Staying Safe Around Animals
Evaluate the farm setup
A working farm that actively solicits visits from schools and families most likely has a dedicated visitor area where children may safely interact with animals. Even so, visit the venue ahead of time, and evaluate the setting against the backdrop of the tempers in your travel party. While compliant children will most likely do well in all settings, highly spirited toddlers may get in harm’s way when visiting a farm that caters primarily to kindergarten aged children.
Consider the program
Farm activities may include petting the animals, visiting the baby lambs (if in season), or practicing some hands-on farming like picking vegetables or raking a grassy area. Hands-on activities are boredom busters; boredom—as you know—leads to toddlers looking for other things to do, which may get them in trouble. The more activities that are available, the better the outing is likely to go.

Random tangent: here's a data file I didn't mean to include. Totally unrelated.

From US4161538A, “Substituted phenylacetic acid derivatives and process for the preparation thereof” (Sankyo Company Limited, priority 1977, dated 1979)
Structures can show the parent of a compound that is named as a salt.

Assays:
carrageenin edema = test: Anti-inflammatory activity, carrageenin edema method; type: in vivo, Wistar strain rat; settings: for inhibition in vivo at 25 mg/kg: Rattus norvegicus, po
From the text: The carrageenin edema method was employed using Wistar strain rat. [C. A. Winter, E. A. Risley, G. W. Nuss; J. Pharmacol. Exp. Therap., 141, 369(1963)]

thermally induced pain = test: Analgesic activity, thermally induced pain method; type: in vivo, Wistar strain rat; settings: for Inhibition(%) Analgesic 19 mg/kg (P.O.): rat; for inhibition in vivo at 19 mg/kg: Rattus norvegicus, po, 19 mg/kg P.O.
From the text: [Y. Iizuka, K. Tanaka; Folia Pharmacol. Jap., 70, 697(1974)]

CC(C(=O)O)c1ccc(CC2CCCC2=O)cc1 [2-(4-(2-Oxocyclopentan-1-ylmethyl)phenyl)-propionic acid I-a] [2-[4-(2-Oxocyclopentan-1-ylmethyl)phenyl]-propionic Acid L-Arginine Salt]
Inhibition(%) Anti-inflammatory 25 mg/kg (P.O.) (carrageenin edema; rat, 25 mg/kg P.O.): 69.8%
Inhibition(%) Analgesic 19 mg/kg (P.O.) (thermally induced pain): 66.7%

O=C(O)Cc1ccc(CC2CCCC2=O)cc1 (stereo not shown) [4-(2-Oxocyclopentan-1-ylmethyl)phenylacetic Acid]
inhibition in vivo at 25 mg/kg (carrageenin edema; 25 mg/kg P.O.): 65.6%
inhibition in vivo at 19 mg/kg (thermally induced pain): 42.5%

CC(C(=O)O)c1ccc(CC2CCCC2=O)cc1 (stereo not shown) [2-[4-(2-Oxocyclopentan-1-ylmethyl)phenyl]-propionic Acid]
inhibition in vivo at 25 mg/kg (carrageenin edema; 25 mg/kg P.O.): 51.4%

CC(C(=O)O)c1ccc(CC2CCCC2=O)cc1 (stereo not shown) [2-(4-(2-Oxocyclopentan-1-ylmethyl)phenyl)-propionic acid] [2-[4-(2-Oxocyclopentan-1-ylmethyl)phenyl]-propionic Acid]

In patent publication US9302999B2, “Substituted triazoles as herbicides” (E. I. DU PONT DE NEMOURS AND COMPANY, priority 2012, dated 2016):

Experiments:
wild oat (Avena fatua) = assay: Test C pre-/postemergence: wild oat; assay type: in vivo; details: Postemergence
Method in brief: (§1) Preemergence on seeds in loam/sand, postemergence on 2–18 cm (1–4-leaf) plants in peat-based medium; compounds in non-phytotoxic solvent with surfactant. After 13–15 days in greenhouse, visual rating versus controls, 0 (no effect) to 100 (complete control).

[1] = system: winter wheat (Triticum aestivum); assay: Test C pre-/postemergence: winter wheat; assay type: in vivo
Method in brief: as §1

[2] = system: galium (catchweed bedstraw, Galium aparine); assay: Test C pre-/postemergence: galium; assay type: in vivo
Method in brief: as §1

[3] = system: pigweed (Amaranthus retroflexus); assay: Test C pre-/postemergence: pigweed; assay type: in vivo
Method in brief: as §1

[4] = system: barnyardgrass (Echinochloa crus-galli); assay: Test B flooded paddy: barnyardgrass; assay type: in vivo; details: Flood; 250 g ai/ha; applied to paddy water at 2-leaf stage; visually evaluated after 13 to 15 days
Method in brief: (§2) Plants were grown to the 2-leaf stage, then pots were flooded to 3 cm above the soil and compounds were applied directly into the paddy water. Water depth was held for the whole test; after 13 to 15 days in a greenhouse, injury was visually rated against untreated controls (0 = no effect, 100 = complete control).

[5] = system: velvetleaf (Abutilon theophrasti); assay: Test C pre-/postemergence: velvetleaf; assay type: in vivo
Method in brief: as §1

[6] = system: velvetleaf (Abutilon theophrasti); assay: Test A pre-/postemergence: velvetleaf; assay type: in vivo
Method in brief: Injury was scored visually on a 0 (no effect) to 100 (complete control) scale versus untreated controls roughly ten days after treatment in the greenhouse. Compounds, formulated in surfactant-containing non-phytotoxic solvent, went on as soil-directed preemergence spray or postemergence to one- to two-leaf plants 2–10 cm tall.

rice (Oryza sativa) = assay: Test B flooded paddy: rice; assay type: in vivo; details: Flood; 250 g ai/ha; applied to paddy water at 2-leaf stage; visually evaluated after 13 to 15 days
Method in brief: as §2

Practice animal safety
Any animal can bite. Ensure maximum adult supervision by having a two to one ratio, assigning one adult to every two children. Prepare the children by explaining that they must never sneak up on an animal or touch its face. Encourage petting an animal’s back. Discourage chasing an animal that runs away or trying to reach one that is trying to get out of reach by hiding underneath a cart or other item.
Practice good hygiene
A visit to the farm will get the children messy, but take care that they wash their hands after touching the animals, or items the animals may have licked or chewed. As outlined by the National Network for Child Care, it is easy to pick up an intestinal virus or other bug when overlooking proper hygiene.